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I had the pleasure to tour a beautifully renovated, turn of the century apartment in the San Telmo area of Buenos Aires, Argentina. Owner Stephen Woods moved to Argentina from the UK almost ten years ago with a background in historical property renovation. He now lives in this gorgeous apartment with his girlfriend Eloisa and their daughter Katia. The renovations lasted approximately four months with meticulous planning ahead of time, including making silicone molds of the original rosette moulding detail and reproducing and installing them around the apartment. Stephen focused on maintaining the integrity of the apartment and honoring the era in which it was built, yet upgrading the space to be livable in this day and age.
The apartment is hidden at the back of a spacious, French-style Neoclassical building, built in 1904, in San Telmo, Buenos Aires' notorious antiques and art district. With the exception of the two back rooms, the apartment has impressively high ceilings, measuring a little over 13 feet in the hallway and 11.5 feet in the rooms. The sitting room and piano room make up the two common areas of the apartment. These spaces are decorated with the period of the apartment in mind, yet with a designer's eye as well. The doors and windows were all fitted with antique hardware and the antique-style radiators were installed to solve the problem of the lack of central heating. These two rooms are accessorized beautifully with antiques and artwork from varying periods of the 20th century that play off each other beautifully. Antique siphons are a cultural touch, as these are hugely popular across the flea markets in the city.
The layout of the apartment remains exactly as it was built, no walls were knocked out or added, however the functions of each room were changed to work best for their family. The original kitchen was located at the back of the apartment, along with the maid's quarters. They were quite small and not centrally located, so Stephen decided to transform them into his daughter’s bedroom and an in-home office. He took up the floorboards from the front bedroom and turned this space into the kitchen. Stephen wanted the kitchen to function in the modern world yet still tie-in with the period-style of the apartment. He found an antique carpenters table at a flea market and sized the stainless countertops to fit its dimensions. Well designed wall light fixtures and ceiling lights are also what defines the period design; the chandelier and sconces were also found at a local flea market.
The hallway features a large, stained glass window or "ventanal" as it is called in Argentina. The frame is original to the apartment, but Stephen found antique glass to set in the frame. Light blue is a very common color to be featured in stained glass windows in Argentina as a patriotic touch and the corner pieces of the ventanal are typically a different color to the boarder of the window. The window openings are characteristic of the original frame, with a hook and chain mechanism to hold the windows at an angle. A classic chandelier defines the hallway with high ceilings. The chandelier that hangs in the hallway is an antique, again found in a flea market in Buenos Aires, that Stephen had deconstructed from one chandelier with eight arms to two matching chandeliers of four arms. An extra large chandelier would have also looked fantastic with the tall ceilings. The mosaic flooring is characteristic of the period, but was laid during the renovation.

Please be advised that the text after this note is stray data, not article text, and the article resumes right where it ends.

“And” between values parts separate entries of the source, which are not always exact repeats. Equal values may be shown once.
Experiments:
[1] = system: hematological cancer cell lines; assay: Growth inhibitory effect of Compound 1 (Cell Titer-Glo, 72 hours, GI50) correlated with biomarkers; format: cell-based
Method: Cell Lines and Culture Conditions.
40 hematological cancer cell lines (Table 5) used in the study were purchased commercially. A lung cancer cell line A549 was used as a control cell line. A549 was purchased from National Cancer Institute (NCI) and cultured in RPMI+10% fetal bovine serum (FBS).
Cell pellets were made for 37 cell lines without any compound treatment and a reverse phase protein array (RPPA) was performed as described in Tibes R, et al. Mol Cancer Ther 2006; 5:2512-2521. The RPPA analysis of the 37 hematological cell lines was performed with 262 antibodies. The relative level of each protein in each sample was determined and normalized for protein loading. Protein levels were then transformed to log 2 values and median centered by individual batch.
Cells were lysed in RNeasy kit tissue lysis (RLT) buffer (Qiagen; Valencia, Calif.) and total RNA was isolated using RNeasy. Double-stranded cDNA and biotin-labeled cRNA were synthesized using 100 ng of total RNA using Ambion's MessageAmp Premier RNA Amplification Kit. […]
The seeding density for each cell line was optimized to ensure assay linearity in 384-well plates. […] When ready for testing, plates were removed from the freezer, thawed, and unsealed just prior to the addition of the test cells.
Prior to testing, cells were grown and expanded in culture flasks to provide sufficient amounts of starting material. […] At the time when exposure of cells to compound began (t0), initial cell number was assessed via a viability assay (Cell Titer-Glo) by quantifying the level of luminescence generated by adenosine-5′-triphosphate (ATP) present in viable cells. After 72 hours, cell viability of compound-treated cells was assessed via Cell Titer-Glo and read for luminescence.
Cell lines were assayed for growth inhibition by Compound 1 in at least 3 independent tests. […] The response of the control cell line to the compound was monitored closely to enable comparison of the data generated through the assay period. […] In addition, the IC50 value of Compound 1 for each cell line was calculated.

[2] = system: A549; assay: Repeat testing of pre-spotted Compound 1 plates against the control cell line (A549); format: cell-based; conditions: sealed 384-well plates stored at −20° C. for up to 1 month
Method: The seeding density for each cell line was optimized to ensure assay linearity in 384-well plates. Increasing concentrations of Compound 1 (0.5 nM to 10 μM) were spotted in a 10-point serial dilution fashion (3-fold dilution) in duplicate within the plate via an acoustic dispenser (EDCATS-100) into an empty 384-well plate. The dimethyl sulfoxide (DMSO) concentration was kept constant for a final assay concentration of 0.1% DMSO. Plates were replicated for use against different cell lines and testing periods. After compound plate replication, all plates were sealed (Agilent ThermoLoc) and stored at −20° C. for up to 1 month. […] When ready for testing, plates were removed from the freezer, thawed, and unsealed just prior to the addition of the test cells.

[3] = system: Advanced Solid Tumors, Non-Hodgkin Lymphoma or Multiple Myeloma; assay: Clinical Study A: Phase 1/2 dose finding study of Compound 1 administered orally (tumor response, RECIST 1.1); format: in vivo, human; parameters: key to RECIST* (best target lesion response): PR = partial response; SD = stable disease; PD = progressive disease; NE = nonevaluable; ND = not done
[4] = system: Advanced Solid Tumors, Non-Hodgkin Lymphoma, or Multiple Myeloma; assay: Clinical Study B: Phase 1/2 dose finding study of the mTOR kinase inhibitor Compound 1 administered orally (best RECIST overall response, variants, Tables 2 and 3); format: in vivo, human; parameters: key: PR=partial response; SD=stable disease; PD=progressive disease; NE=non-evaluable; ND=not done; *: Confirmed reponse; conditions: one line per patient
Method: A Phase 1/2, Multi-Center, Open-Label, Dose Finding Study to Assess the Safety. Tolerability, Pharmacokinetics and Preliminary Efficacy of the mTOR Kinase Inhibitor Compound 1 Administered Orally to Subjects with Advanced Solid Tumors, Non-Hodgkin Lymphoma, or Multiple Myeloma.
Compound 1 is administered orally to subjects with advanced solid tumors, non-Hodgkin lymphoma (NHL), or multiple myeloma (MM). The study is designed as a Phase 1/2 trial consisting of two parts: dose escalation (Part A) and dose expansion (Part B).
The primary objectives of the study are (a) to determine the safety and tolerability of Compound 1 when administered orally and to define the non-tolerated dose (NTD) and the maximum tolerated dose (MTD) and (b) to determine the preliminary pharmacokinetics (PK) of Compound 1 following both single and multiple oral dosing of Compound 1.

The closet off the bathroom was originally the maid’s "prep" area and was open. Stephen found 100-year old pine wood and had custom doors made to close off the space and create a storage closet and laundry room. Facing the closet is the original wall-mounted lighting outlet, but to accentuate the height of the space, Stephen added a hook to the ceiling and hung an antique chandelier. The bathroom is outfitted with antique fixtures found at a demolition warehouse in Argentina. The matte dark grey color of the wainscoting and fixtures was a unifying design decision. The radiators were made in that color and finish, so Stephen decided to use that color for select hard surfaces throughout the apartment.
The back part of the apartment consists of their daughter’s bedroom and Stephen's office. The marble staircase had to be removed and re-polished, possibly the most arduous process of the entire renovation, and the original pine stairs had to be stripped of their awkward shade of green paint. The plaster ceiling from both rooms was removed to show the original brick and oxidized beams, a very common ceiling treatment and look in Buenos Aires.
Stephen’s advice to anyone looking to restore a historic property is to not get caught up with making everything 100% historically accurate, but to have a coherence and unity throughout the property that speaks the language of the period. The attention to detail has lent itself to a beautifully restored, historic apartment. With another upcoming restoration project in the city, I can not wait to see what Stephen will create.
All Images: Allison Rosenberg
WOW! I love this article Al... and the house! It's absoultely gorgeous!
I love it! Amazing kitchen and windows. I agree that making it coherent throughout is more important than focusing only on historical accuracy. Well done!
Maravilloso todo, ya mi marido, Abel me habia comentado de los hermosos diseños y la decoracion. Me encanta